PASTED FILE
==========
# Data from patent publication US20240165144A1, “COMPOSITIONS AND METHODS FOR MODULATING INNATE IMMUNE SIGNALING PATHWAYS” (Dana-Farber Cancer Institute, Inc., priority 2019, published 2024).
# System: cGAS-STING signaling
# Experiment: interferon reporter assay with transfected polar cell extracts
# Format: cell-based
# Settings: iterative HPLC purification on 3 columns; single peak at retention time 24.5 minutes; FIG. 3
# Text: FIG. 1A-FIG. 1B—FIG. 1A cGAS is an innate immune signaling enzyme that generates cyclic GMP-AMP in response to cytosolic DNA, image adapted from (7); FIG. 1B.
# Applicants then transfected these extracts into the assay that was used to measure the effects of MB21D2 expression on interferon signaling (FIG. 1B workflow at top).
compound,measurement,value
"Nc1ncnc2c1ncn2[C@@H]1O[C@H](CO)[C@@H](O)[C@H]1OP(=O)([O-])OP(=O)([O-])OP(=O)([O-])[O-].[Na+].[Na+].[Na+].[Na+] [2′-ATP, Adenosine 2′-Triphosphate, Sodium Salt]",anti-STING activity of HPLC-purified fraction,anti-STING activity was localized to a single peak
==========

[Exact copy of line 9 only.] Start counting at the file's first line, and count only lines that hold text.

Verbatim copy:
"Nc1ncnc2c1ncn2[C@@H]1O[C@H](CO)[C@@H](O)[C@H]1OP(=O)([O-])OP(=O)([O-])OP(=O)([O-])[O-].[Na+].[Na+].[Na+].[Na+] [2′-ATP, Adenosine 2′-Triphosphate, Sodium Salt]",anti-STING activity of HPLC-purified fraction,anti-STING activity was localized to a single peak